Going gluten-free? You’re in good company. Thousands of Canadians are swearing off gluten—either because they are affected by celiac disease, have a gluten intolerance or are simply making a lifestyle choice. The good news: We’ve found super-simple ways to make filling your grocery cart with tasty gluten-free foods much easier than you might think!
What exactly is gluten? “It’s the name for specific proteins found in wheat, barley and rye,” explains registered dietitian Kristy Hogger. “Individuals trying to avoid gluten should avoid all forms of wheat—including couscous, bulgur, spelt and kamut—as well as barely, rye and triticale [a cross between rye and wheat].” That means carefully reading ingredient labels on any packaged foods and steering clear of most traditional breads, baked goods, pizza, pasta and crackers, as well as flour-based snack foods and many cereals.
“The presence of gluten may not be obvious or expected in many products, so reading the label is crucial,” Hogger says. For instance, modified starch—often used as a thickener in sauces and desserts—may contain gluten, depending on its plant source. Marinades and salad dressings may have gluten from malt vinegar, soy sauce or flour. And when buying French fries or sweet potato fries, be aware of batter coverings that include wheat. Other processed foods such as sandwich meats may also be made with ingredients that contain gluten. Last but not least, some foods that are otherwise gluten-free could be made in a facility where other gluten-containing foods are produced, so they might have trace amounts of gluten.
But, there’s definitely a wide variety of gluten-free foods you can enjoy—and the selection is growing bigger, more varied and tastier all the time! Here’s what you should put on your gluten-free shopping list.
Fill up on fresh foods
Whole foods, such as produce, meats and dairy, are naturally gluten-free. An added bonus: Buying fresh is easy and cost-effective. Put this good stuff on your gluten-free list.
- Fresh fruits and vegetables
- Unprocessed meats, poultry and fish
- Milk and dairy products, including yogurt and cheese
- Rice, quinoa, corn and potatoes
- Dried beans and lentils
Try gluten-free alternatives
We love that gluten-free products are becoming more widely available. Stock up on these substitutes.
- Pasta: No need to skip this comfort-food favourite. Look for gluten-free fusilli, penne or spaghetti made with wholesome brown rice, and swap them for the traditional variety in your favourite recipes.
- Sandwiches: Our selection of Compliments Gluten-Free Buns and Rolls means sandwiches are now an easy lunchtime option. Try our multigrain sandwich rolls—they’re made with five grains and have a deliciously crunchy crust. As a filling, pile on your choice of tasty Compliments Deli Meats with Natural Ingredients. Not only are they naturally gluten-free, but they’re also free of added preservatives, and artificial flavours and colours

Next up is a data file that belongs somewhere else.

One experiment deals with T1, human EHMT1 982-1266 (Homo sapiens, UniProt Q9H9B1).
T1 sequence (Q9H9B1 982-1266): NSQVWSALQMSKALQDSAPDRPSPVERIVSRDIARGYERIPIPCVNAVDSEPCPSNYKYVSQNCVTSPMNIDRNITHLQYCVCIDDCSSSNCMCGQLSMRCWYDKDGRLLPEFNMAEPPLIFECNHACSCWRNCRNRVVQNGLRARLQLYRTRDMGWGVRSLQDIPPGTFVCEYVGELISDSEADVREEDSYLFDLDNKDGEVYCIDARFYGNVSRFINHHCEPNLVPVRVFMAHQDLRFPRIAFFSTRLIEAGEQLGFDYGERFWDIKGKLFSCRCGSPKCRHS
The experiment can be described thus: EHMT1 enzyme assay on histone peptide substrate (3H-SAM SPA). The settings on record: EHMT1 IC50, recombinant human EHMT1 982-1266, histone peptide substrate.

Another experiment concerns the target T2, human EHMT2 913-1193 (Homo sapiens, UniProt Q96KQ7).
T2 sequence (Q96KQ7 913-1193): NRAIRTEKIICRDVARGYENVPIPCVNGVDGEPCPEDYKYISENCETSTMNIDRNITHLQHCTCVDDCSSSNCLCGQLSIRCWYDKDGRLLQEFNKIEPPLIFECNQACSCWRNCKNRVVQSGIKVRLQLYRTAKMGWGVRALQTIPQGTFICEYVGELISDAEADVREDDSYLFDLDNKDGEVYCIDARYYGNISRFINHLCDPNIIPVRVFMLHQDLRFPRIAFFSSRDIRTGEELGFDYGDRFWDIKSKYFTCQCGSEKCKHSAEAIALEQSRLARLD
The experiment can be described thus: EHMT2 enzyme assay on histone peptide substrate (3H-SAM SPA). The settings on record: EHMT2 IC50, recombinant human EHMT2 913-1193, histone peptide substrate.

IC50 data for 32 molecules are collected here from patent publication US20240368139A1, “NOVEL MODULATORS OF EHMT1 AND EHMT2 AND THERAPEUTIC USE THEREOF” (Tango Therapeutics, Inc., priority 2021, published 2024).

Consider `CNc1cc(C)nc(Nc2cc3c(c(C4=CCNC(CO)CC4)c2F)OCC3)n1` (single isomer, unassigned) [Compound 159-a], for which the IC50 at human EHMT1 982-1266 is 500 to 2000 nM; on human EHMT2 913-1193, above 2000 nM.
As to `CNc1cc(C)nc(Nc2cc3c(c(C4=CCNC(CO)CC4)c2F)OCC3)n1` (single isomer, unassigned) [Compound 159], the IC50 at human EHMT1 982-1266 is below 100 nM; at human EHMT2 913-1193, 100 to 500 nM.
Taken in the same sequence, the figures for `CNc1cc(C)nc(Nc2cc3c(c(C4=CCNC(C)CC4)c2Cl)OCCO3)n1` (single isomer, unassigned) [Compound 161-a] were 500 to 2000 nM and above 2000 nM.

- Baked goods: Indulge in cookies and other sweet treats made from scratch with gluten-free all-purpose flour. For a quicker option, whip up one of our Compliments Gluten-Free Baking and Cake Mixes. Even easier: Satisfy your sweet tooth with a selection of ready-made Compliments Gluten-Free goodies, such as Mini Chocolate Brownies, Quinoa Cookies and Lemon Cranberry Muffins.
Whatever your craving, gluten-free does not have to mean bland or boring. With boundless fresh options and some label reading, gluten-free shopping can be easy and your cooking results delicious.
To create these tips, we used the Pocket Dictionary – Acceptability of Foods & Food Ingredients for the Gluten-Free Diet, 2012 edition, Canadian Celiac Association: This pocket-size dictionary helps people with celiac disease and gluten sensitivity understand food ingredients and identify foods containing gluten.
DISCLAIMER. As product ingredients occasionally change, customers diagnosed with celiac disease or gluten sensitivities, or those wishing to avoid gluten-containing products, should be careful to always verify the gluten-free status of a product by checking the label and by consulting the Pocket Dictionary – Acceptability of Foods & Food Ingredients for the Gluten-Free Diet, 2012 edition, Canadian Celiac Association. The information provided is not a substitute for professional medical advice. If you have specific needs, please see your health-care provider.